Southern California port truckers, crippled by extensive delays, intend to seek the first-ever federal hours-of-service rule waiver for the sector in a bid to free up clogged cargo at the two largest U.S. ports. "The situation is dire right now," said Mike Johnson, president of the Harbor Trucking Association and operations manager for Port Logistics Group.
He told Transport Topics the waiver from the Federal Motor Carrier Safety Administration is required because truckers need more time to move delayed cargo. Johnson explained that cargo is unloaded faster from ships at Los Angeles and neighboring Long Beach than it can be moved through terminals. Chassis shortages, not enough dockworkers and cargo surges from larger vessels add to congestion.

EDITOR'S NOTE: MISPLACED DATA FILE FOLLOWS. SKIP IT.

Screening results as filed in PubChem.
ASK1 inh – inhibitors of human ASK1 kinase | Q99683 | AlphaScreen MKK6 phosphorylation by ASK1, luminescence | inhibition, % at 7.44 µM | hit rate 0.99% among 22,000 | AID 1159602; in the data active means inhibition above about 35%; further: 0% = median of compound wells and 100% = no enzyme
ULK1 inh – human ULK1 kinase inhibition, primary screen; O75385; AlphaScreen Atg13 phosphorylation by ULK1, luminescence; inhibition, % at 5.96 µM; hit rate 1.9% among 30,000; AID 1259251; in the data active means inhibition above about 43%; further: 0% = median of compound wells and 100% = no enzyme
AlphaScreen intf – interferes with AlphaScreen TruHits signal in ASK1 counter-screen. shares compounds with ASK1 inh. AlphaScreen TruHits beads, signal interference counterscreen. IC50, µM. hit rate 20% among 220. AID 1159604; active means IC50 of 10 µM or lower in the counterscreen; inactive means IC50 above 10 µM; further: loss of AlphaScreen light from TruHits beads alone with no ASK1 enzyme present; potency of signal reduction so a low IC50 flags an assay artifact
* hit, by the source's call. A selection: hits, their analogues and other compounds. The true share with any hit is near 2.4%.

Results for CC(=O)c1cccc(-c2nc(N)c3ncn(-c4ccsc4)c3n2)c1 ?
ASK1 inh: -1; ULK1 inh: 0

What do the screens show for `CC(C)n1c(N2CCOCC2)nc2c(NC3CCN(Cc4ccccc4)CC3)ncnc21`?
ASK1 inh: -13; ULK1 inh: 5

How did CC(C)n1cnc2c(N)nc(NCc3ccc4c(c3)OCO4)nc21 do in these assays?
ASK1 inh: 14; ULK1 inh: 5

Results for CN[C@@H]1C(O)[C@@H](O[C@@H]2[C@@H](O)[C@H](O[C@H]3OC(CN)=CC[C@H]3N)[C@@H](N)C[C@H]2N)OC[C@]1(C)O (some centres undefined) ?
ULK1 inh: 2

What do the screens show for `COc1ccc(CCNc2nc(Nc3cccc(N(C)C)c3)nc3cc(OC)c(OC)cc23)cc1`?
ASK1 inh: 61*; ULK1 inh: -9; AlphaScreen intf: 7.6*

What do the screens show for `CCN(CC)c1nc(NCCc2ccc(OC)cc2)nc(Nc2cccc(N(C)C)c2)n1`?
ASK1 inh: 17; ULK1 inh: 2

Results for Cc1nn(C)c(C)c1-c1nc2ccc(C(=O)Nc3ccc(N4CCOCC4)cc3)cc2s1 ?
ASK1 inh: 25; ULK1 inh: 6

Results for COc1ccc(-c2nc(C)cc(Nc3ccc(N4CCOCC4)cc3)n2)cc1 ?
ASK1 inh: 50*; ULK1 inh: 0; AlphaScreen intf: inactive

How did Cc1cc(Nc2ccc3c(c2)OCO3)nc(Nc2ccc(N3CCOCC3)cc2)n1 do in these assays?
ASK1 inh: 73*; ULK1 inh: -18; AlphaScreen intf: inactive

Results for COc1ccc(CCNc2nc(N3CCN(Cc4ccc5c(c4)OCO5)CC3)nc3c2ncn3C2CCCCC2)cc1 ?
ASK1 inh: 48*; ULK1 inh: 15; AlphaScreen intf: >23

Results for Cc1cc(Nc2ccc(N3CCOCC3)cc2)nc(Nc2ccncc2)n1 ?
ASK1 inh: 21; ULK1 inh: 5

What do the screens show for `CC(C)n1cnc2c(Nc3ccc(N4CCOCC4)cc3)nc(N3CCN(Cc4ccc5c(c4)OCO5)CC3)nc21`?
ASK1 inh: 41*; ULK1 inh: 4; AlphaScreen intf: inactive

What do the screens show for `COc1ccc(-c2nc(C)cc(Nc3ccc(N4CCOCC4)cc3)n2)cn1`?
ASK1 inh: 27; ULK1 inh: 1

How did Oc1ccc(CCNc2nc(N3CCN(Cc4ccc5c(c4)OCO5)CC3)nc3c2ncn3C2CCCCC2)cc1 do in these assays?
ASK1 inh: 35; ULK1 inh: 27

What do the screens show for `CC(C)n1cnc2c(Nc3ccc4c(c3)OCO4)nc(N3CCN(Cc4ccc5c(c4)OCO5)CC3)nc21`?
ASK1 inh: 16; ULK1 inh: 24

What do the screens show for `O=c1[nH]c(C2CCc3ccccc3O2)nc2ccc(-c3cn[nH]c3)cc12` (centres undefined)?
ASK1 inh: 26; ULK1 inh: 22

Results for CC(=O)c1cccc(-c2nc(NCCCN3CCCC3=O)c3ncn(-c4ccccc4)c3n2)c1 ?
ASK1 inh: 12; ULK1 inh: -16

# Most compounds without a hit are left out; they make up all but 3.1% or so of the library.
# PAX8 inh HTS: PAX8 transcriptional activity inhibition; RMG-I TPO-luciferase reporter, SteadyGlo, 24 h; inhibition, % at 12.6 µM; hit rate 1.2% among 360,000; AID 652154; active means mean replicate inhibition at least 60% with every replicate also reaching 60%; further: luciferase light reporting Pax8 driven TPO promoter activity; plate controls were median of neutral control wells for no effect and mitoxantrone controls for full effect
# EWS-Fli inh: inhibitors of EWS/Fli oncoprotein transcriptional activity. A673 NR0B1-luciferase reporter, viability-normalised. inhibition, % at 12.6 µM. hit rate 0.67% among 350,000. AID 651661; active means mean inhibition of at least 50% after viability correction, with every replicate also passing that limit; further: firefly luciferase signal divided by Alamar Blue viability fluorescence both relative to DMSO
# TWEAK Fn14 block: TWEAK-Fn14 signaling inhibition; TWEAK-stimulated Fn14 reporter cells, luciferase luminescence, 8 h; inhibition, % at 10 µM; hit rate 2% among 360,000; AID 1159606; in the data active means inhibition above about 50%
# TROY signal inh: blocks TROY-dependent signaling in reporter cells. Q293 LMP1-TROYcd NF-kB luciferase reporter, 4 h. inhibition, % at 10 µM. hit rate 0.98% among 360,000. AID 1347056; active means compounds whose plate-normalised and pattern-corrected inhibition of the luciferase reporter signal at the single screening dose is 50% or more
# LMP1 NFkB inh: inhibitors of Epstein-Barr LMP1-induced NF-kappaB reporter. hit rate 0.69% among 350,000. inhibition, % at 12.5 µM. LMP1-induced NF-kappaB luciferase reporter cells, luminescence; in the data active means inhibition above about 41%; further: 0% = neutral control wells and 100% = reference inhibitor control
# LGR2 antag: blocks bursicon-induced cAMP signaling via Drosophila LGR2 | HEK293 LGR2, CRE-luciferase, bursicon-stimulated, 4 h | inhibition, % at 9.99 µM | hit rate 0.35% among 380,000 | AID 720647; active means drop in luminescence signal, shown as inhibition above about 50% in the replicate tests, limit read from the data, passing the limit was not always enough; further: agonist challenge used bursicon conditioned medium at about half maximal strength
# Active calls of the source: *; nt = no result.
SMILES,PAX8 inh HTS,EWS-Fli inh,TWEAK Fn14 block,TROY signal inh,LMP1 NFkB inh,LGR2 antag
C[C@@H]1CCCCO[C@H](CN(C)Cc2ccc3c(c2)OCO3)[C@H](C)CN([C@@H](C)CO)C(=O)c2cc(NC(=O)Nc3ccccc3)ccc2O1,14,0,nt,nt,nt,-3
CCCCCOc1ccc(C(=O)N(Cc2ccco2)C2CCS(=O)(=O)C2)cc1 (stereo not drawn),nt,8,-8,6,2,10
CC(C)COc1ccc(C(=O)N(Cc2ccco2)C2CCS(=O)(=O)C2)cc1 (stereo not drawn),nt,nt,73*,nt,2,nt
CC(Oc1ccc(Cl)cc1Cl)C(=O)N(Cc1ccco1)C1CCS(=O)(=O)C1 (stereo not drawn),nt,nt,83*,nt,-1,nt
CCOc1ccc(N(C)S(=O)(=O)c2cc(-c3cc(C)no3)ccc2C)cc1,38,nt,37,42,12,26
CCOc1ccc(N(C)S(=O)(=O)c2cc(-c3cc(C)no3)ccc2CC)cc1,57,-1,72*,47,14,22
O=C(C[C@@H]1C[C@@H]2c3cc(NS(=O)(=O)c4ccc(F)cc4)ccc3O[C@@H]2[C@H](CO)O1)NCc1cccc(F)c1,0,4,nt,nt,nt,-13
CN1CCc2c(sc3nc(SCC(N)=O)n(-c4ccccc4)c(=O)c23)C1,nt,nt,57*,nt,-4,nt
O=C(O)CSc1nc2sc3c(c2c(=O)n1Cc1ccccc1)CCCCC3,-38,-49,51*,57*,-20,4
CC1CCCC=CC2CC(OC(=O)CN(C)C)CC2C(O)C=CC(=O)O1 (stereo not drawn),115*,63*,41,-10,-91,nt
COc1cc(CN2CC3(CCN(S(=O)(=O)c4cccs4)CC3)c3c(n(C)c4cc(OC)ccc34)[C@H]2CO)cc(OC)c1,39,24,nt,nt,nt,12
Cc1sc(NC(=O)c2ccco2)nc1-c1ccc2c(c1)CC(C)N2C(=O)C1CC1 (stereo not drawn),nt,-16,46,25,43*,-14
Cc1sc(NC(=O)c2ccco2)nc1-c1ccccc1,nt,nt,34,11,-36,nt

Some shippers and brokers have advised of delays of at least 10 days. "There is a most compelling waiver case that can be made in the Southern California region," said Curtis Whalen, executive director of American Trucking Associations' Intermodal Motor Carrier Conference. He said the waiver request covering 90 days could be filed within two weeks.
Whalen stressed that congestion-plagued port truckers are similar to others who have been granted waivers. Because of the extensive waiting time at port gates and inside the terminals, those truckers today are in a similar situation to others who have been granted FMCSA waivers, he said. In those cases, waivers were granted for extended workdays, such as 16 hours on duty on a temporary basis to respond to crisis situations.
Whalen compared port truckers with a power company or agricultural workers who also don't spend much of their work time driving.